Living in an altered sense of reality. Another curse of dementia.

Thank you dear readers for stopping by. I appreciate each one of you. As always, my heart is lighter as I finish typing this post. Thanks for listening.

Monday, August 21, 2017

Dementia Tries to Throw Us Off Balance

One of the physical changes I have noticed over the last several weeks/months is the gradual worsening of Jim's balance . From what the doctor has told me and from what I have read, this is not uncommon in the later stages of dementia. I worry about him falling. Falls often lead to a cascade of other problems and a possible hospitalization. When I study his gait, I realize that a walker would not help, in fact it would probably increase the likelihood of a fall and injury. When he walks, he does not pick up his feet enough, causing a shuffling kind of walk that results in his sneaker catching on the floor. In addition, he walks more stiff-legged, which also causes problems with his balance. His favorite sneakers with the rubber soles don't help, and I believe make it worse. But he is not amenable to wearing different footwear.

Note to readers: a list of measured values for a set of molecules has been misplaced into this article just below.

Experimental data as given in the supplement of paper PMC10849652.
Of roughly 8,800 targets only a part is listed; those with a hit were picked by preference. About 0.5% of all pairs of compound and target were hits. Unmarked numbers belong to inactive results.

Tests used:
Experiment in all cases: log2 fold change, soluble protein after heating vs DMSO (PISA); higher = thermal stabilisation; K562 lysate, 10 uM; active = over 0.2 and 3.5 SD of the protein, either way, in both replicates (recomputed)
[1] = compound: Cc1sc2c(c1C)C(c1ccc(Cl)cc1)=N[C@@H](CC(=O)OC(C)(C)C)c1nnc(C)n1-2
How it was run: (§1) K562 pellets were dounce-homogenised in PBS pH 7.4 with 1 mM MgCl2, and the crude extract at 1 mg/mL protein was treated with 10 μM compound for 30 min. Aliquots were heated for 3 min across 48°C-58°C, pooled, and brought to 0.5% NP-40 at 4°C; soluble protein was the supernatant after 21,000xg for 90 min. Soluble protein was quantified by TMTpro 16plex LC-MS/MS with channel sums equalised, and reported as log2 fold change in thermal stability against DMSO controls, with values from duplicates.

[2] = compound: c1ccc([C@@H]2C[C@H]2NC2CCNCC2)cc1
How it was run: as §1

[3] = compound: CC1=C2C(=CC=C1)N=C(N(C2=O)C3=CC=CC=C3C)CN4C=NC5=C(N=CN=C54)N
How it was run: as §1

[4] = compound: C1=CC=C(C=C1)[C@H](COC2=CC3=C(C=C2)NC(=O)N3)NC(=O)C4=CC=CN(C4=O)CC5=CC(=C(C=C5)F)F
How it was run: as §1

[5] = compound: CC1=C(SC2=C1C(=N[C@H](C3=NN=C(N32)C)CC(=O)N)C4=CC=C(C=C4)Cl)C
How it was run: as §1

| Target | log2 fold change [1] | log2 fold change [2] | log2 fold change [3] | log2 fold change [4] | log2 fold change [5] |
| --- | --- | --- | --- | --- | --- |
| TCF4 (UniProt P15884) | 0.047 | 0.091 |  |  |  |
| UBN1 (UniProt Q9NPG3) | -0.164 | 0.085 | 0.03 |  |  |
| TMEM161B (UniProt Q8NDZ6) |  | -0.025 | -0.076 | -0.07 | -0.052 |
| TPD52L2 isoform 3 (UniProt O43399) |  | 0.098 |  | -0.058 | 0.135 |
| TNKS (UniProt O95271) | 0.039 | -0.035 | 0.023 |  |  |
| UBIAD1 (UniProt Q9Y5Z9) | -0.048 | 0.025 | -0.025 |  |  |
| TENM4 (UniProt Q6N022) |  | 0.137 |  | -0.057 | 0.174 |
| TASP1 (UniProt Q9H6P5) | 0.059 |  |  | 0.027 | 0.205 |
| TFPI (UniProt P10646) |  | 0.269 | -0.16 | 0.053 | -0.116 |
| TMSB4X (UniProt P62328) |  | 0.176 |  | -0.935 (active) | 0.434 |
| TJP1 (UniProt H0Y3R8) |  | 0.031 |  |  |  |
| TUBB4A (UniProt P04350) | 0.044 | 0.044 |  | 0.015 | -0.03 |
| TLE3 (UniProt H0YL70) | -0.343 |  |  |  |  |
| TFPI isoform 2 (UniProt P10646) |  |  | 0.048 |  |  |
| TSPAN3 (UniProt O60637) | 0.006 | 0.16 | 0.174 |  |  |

His favorite outdoor activity, sweeping the driveway, is no longer safe for him to do because of his unsteadiness. This is such a sad moment for me; sweeping the driveway was one of the few things that he was able to do, adding to his sense of accomplishment. Jim has no awareness of his balance problem. This means that I need to pay close attention to the driveway; I try to get out there to clear the driveway before he has a chance to see the errant grass clippings, twigs etc.

As you can see by the above photo, I had grab bars installed. The closest one will give him support as he maneuvers over the small step into the shower. The other bar is placed so that when he is sitting on the shower seat, he can use the bar to safely lower himself as well as pull himself up. There is a hand held shower head that will be useful too. He does not see the need to use the corner shower seat at this time, but at some point I'm guessing he'll agree.

Sometime in the future I'll add a grab bar in the commode room if it looks like it is needed. A good friend of ours installed the grab bars for us. He is a carpenter by trade, and semi-retired. He also fixed a french door in our lower level that needed adjustment in order to use the deadbolt. I am so grateful for our friends!